We were now slowly motoring forward and were out of the shallows but we had another problem. To help us manage our emergency, all our deck lights were on and this now blinded us so we couldn’t adequately make out our surroundings – at least I couldn’t see at all from the helm. I needed Tom back on the boat, the lights off and people spotting … now. The storm, though weakened, was still on-going. In the middle of the crowded harbor, I took the engine back out of gear so we had minimal headway. I had Alaska and Andrew spot for any boats I might be getting close to while Tom got back on-board and secured the dinghy. We turned off all the deck lights, turned on our running/steaming lights, fixed a problem that arose with the chart plotters so we could now see water depths and our charts for navigation. With all those tasks done, we could drive out of the smaller Cavtat harbor and circle around a point of land to a wide-open anchorage a couple kilometers away. The wind strength grew again, causing visibility to again be quite poor. Alaska and I stood on the bow to spot for boats and buoys while Tom took the helm. We were all drenched and now that we were coming down off the adrenaline rush, we were getting chilled. I was shaking uncontrollably and could hardly speak but I knew it was only a couple minutes more before we could try to anchor again.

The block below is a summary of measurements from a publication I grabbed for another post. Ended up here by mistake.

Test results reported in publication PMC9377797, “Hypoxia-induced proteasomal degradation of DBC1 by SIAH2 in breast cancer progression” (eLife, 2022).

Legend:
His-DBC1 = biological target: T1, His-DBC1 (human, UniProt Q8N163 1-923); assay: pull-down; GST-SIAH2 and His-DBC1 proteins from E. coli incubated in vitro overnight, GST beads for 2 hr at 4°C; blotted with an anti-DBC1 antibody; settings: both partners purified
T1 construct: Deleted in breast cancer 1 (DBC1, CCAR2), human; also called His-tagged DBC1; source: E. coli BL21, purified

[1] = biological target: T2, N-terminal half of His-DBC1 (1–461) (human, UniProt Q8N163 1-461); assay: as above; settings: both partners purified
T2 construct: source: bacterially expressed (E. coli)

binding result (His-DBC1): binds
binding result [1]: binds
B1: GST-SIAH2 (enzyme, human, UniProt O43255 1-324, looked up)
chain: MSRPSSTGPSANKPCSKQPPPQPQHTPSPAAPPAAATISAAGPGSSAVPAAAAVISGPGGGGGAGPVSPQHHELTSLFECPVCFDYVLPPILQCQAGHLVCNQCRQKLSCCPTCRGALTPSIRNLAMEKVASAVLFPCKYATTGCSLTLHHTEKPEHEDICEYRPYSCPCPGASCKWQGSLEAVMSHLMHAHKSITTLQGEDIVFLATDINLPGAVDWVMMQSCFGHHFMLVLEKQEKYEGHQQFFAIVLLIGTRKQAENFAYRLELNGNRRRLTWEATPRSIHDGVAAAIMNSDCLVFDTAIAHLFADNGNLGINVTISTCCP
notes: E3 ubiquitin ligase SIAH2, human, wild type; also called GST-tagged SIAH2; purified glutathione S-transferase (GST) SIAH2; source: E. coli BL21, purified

The area we were shooting for was wide open which would be great for being able to put out a bunch of scope but it meant that the winds had a much greater fetch in which to blow up seas we would be tossed around in. Given the options and the situation we had just escaped, we felt much better over in the larger harbor where we fed out more than a 9 to 1 scope. Everyone dried off, helped clean up all the water throughout the cabin, hung up wet clothes and went to bed. It was probably about 11 pm and the wind was strong but not overwhelming. I was so upset from our near disaster that I couldn’t calm down. I was also probably suffering from hypothermia since my whole body was still shaking. Finally, after snuggling with Tom and starting to warm up, I let go and fell asleep.
In a near dream state I heard our rigging rattling, then I could tell I had been awoken by our boat swinging back and forth on our anchor. We have an instrument display in our berth which allowed me to easily confirm that the wind was howling. I watched it approach and pass 40 knots. My phone showed it being 3 am and Tom was now stirring next to me. We both went up on deck to check on things. We seemed to be holding fine but several boats all around us were maneuvering. We watched one catamaran re-anchor four times and they were still dragging. A large, sleek sailboat next to us was also dragging and re-setting their anchor. Another boat nearby had a ripped bimini that was flapping wildly in the stiff wind. After watching for 30 minutes, we were still holding fine; however, neither of us wanted to go back downstairs for fear of a boat dragging onto us. A while later, Alaska woke up as well and we all watched the sunrise together! She had been an amazing help the night before. She calmly jumped in and helped in any way she could.